And you might be surprised to hear this but some people in authority don’t like being snitched to, and will forever regard a snitch with suspicion. Conversely, some people in authority will run with the information you’ve given them — and do it in a way that puts you in center stage, not off in the cut, watching the product of your handiwork, like you had hoped.
Are you ready for your close-up?
Once the tattle has been told, your name is always attached but you have no control of the outcome.
You will also learn that people in power, the people you’re running to, cannot and will not protect you. This is true at work and it’s true with the cops.
There will come a time when you’re the only person on a long hallway or the only person in the bathroom or the kitchen or the elevator with the guy you just dimed on, the guy who knows or suspects you’ve dimed on him.
Those moments will suck. There will be people who open up less around you, and that will suck. It will affect you in ways you can’t anticipate and certainly can’t stop, not even if the Boss speaks up for you. (In fact, this can only make things worse — if the Boss could’ve fixed your problem, it would’ve been fixed.)
If you’ve never understood the difference between being Alone and Lonely, just start snitching.
— James David Dickson
UPDATE: May 1, 2012
The most famous snitch in recent memory is Eric Mangini. When Mangini was head coach of the New York Jets in 2007, he dimed on the New England Patriots, who were illegally filming opponents. Mangini had come up in that organization and knew its little tricks and was not about to allow the Patriots any extra advantage. What unfolded would be known as SpyGate.
As Mangini explains in the video below, the whole incident took an unexpected turn when the National Football League got involved. The Patriots and head coach Bill Belichick were fined ($250K and $500K respectively), the team was docked a first-round draft pick but most important of all is the asterisk many around the League put on the Patriots’ accomplishments, which include 5 Super Bowl appearances and 3 wins since the 2001 season. The Pats have never won another Super Bowl since SpyGate, adding fuel to the speculation that, in a game of inches, the illegal filming gave the Pats just enough of an advantage to win the big game.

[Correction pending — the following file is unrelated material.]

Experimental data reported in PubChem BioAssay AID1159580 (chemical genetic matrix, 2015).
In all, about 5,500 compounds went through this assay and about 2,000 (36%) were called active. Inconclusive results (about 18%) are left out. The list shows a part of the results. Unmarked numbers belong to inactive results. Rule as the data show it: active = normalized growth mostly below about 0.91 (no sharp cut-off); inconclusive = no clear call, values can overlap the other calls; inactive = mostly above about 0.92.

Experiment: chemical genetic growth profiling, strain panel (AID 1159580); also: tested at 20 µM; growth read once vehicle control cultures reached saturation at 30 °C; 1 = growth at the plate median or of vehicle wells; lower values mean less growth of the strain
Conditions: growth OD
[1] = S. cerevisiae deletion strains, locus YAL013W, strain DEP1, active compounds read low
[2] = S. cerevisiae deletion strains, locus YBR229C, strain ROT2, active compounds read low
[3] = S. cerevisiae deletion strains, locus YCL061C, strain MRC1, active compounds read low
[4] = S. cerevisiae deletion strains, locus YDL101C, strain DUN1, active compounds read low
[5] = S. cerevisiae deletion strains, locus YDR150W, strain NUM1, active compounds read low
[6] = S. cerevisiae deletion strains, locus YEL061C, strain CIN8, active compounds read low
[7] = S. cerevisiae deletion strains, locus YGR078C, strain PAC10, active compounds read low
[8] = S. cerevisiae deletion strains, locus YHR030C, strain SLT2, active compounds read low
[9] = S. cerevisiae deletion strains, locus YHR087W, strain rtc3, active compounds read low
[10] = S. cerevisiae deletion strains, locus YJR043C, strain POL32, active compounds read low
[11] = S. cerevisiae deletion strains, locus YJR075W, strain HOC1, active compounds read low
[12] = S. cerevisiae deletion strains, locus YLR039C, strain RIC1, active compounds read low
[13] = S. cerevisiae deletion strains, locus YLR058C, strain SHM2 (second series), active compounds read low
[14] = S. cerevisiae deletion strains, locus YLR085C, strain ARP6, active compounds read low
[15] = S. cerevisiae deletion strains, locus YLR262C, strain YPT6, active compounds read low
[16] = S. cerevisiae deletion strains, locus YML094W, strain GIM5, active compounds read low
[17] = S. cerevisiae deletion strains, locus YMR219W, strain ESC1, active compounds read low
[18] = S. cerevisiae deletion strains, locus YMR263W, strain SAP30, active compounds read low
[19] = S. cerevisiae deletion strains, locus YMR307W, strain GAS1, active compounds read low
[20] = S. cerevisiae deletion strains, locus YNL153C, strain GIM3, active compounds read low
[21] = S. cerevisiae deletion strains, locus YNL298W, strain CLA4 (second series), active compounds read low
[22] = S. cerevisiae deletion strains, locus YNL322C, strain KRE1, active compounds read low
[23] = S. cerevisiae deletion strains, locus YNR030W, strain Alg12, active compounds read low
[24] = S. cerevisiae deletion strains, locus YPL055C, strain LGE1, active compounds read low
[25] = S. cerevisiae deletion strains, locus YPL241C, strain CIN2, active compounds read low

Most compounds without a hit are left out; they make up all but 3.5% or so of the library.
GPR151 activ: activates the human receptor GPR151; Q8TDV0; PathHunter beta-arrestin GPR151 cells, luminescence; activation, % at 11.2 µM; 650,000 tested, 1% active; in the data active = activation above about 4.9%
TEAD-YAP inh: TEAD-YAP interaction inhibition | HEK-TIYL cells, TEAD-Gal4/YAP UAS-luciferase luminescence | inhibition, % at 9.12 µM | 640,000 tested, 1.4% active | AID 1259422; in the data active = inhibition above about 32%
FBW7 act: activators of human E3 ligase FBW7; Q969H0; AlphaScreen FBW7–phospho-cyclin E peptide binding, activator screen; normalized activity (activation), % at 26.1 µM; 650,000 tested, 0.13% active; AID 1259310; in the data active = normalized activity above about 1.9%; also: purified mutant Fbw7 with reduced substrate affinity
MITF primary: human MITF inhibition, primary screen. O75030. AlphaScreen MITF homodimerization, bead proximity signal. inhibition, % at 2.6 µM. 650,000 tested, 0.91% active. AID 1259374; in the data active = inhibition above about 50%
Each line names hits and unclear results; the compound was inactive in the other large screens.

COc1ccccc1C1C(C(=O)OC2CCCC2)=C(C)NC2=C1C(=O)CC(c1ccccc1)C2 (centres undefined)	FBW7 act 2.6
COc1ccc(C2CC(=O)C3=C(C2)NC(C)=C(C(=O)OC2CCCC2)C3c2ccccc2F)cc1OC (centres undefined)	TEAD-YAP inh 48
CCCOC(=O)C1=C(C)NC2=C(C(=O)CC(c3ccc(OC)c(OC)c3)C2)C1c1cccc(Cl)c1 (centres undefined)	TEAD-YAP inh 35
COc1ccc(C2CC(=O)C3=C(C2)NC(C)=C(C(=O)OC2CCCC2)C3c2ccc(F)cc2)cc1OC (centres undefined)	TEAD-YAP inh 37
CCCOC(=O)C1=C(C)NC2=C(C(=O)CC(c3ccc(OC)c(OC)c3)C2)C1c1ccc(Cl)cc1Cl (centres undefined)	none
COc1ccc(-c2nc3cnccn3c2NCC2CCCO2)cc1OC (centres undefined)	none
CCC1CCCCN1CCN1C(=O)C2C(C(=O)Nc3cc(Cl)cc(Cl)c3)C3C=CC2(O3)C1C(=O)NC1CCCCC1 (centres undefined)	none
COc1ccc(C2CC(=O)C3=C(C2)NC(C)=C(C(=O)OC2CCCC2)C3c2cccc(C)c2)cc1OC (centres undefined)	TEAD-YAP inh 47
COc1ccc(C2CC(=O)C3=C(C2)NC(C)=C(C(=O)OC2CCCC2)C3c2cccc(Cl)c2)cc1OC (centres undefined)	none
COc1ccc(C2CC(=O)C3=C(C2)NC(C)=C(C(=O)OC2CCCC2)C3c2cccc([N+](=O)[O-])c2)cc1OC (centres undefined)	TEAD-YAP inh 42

Click through to this link, which features Eric Mangini talking about SpyGate, then and now, to understand why snitching is often a sucker move even if you’re in the right.
How to Write a Letter To The Editor
Let me preface this guide by thanking you for reading. No one in the news business can afford to take your support for granted, and we certainly don’t. We’d also like to give thanks for writing us — or thinking about it. Hearing how you respond to our work helps us focus and adjust our efforts. It keeps us sharp and honest.
Unfortunately I find myself throwing out the bulk of the letters we receive. It’s not that we don’t need or want letters, we do. We run a letters section almost every day. Problem is, many letters that come in simply aren’t usable.
Generally, if your letter has a staple in it, you’ve done it wrong — you’ve written too much. How many times have you ever seen a 2-page letter to the editor in a newspaper? Never. Because we don’t have the space for it.
If you want what you send to run in the newspaper, and without major edits, I offer this simple advice: Be concise and be factual. Snark, taking political positions we don’t care for or disagreeing with one of our articles does not count against you, but writing too long and writing untruths does.
Make your point well, get in and get out, and write the facts, and your Letter To The Editor stands a great chance of running in tomorrow’s paper.
James David Dickson, Op-Ed Editor, The Detroit News